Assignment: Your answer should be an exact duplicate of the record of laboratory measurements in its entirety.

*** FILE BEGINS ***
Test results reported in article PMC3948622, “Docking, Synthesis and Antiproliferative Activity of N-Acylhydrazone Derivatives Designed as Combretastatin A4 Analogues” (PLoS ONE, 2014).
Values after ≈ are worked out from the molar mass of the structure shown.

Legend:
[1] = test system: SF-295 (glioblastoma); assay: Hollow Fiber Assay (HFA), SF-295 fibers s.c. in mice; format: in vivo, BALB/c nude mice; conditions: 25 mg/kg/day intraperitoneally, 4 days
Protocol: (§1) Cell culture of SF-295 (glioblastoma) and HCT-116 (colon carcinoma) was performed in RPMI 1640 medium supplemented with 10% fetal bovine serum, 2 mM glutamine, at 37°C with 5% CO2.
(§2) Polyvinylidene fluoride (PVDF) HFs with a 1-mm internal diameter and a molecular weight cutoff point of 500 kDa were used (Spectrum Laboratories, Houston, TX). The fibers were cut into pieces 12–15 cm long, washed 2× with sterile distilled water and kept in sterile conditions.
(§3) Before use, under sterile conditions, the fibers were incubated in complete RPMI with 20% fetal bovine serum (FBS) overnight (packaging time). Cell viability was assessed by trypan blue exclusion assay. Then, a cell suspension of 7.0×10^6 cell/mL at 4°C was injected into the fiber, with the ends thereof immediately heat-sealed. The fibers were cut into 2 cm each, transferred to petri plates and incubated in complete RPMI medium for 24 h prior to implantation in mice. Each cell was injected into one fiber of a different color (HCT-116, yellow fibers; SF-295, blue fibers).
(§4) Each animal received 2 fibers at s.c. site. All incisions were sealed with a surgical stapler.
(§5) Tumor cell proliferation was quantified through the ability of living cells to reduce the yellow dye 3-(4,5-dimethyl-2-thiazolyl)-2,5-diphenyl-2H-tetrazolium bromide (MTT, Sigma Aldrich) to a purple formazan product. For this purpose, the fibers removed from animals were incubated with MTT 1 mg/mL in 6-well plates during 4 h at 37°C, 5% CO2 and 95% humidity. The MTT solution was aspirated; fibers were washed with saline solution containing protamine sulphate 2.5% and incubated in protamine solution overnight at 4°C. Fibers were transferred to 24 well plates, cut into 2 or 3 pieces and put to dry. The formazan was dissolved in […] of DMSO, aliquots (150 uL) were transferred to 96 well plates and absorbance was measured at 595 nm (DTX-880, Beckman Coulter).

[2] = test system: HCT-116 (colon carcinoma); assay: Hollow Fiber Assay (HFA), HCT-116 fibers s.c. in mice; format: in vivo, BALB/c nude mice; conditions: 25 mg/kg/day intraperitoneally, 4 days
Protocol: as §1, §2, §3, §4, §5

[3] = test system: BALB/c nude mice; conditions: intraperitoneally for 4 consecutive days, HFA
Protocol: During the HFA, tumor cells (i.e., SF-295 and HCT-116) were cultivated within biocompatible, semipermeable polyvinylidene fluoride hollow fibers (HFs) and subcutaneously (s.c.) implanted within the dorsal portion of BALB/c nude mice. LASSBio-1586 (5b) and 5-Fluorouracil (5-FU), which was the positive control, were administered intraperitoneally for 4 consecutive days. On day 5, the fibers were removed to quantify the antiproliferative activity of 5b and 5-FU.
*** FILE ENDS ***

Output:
Test results reported in article PMC3948622, “Docking, Synthesis and Antiproliferative Activity of N-Acylhydrazone Derivatives Designed as Combretastatin A4 Analogues” (PLoS ONE, 2014).
Values after ≈ are worked out from the molar mass of the structure shown.

Legend:
[1] = test system: SF-295 (glioblastoma); assay: Hollow Fiber Assay (HFA), SF-295 fibers s.c. in mice; format: in vivo, BALB/c nude mice; conditions: 25 mg/kg/day intraperitoneally, 4 days
Protocol: (§1) Cell culture of SF-295 (glioblastoma) and HCT-116 (colon carcinoma) was performed in RPMI 1640 medium supplemented with 10% fetal bovine serum, 2 mM glutamine, at 37°C with 5% CO2.
(§2) Polyvinylidene fluoride (PVDF) HFs with a 1-mm internal diameter and a molecular weight cutoff point of 500 kDa were used (Spectrum Laboratories, Houston, TX). The fibers were cut into pieces 12–15 cm long, washed 2× with sterile distilled water and kept in sterile conditions.
(§3) Before use, under sterile conditions, the fibers were incubated in complete RPMI with 20% fetal bovine serum (FBS) overnight (packaging time). Cell viability was assessed by trypan blue exclusion assay. Then, a cell suspension of 7.0×10^6 cell/mL at 4°C was injected into the fiber, with the ends thereof immediately heat-sealed. The fibers were cut into 2 cm each, transferred to petri plates and incubated in complete RPMI medium for 24 h prior to implantation in mice. Each cell was injected into one fiber of a different color (HCT-116, yellow fibers; SF-295, blue fibers).
(§4) Each animal received 2 fibers at s.c. site. All incisions were sealed with a surgical stapler.
(§5) Tumor cell proliferation was quantified through the ability of living cells to reduce the yellow dye 3-(4,5-dimethyl-2-thiazolyl)-2,5-diphenyl-2H-tetrazolium bromide (MTT, Sigma Aldrich) to a purple formazan product. For this purpose, the fibers removed from animals were incubated with MTT 1 mg/mL in 6-well plates during 4 h at 37°C, 5% CO2 and 95% humidity. The MTT solution was aspirated; fibers were washed with saline solution containing protamine sulphate 2.5% and incubated in protamine solution overnight at 4°C. Fibers were transferred to 24 well plates, cut into 2 or 3 pieces and put to dry. The formazan was dissolved in […] of DMSO, aliquots (150 uL) were transferred to 96 well plates and absorbance was measured at 595 nm (DTX-880, Beckman Coulter).

[2] = test system: HCT-116 (colon carcinoma); assay: Hollow Fiber Assay (HFA), HCT-116 fibers s.c. in mice; format: in vivo, BALB/c nude mice; conditions: 25 mg/kg/day intraperitoneally, 4 days
Protocol: as §1, §2, §3, §4, §5

[3] = test system: BALB/c nude mice; conditions: intraperitoneally for 4 consecutive days, HFA
Protocol: During the HFA, tumor cells (i.e., SF-295 and HCT-116) were cultivated within biocompatible, semipermeable polyvinylidene fluoride hollow fibers (HFs) and subcutaneously (s.c.) implanted within the dorsal portion of BALB/c nude mice. LASSBio-1586 (5b) and 5-Fluorouracil (5-FU), which was the positive control, were administered intraperitoneally for 4 consecutive days. On day 5, the fibers were removed to quantify the antiproliferative activity of 5b and 5-FU.